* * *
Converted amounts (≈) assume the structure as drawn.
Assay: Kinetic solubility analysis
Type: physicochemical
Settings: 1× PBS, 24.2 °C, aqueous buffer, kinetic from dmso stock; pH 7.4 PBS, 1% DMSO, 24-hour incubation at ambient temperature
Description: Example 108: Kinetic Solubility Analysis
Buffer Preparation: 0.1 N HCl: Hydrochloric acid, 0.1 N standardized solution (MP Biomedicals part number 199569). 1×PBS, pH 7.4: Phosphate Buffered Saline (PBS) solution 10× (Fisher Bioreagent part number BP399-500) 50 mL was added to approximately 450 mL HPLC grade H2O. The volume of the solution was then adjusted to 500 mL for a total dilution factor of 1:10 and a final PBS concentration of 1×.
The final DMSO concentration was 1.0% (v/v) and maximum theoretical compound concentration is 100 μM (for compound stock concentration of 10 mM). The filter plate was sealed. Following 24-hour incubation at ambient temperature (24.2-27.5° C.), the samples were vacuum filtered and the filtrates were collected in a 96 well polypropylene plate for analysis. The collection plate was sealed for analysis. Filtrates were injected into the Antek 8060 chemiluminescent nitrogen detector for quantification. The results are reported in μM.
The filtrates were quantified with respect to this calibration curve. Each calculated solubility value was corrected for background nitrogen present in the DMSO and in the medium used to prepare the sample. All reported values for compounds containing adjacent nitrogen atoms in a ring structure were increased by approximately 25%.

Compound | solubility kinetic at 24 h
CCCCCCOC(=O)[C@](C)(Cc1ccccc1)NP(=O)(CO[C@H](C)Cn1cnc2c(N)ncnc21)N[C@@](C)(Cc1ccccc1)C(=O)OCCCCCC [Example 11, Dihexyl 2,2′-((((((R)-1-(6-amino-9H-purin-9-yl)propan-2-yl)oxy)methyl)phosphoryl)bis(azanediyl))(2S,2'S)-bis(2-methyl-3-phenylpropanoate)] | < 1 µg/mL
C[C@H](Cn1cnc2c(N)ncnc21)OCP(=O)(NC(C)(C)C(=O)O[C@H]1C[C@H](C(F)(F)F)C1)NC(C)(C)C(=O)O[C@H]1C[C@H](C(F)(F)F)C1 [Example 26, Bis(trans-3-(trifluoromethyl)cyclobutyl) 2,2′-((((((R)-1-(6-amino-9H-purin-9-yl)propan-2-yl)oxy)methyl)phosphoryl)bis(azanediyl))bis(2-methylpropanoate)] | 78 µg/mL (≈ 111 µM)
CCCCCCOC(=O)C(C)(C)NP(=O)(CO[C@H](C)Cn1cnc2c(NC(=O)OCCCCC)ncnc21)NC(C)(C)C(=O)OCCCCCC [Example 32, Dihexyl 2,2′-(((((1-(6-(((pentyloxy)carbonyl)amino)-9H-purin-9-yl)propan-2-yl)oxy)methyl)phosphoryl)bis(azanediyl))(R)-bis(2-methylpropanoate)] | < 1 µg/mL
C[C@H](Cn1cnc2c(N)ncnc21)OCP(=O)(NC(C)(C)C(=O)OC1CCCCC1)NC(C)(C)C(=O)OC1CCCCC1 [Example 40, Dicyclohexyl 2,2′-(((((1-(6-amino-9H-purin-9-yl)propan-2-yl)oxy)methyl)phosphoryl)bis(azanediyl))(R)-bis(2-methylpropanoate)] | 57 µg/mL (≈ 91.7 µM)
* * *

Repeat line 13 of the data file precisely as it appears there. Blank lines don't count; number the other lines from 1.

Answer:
C[C@H](Cn1cnc2c(N)ncnc21)OCP(=O)(NC(C)(C)C(=O)OC1CCCCC1)NC(C)(C)C(=O)OC1CCCCC1 [Example 40, Dicyclohexyl 2,2′-(((((1-(6-amino-9H-purin-9-yl)propan-2-yl)oxy)methyl)phosphoryl)bis(azanediyl))(R)-bis(2-methylpropanoate)] | 57 µg/mL (≈ 91.7 µM)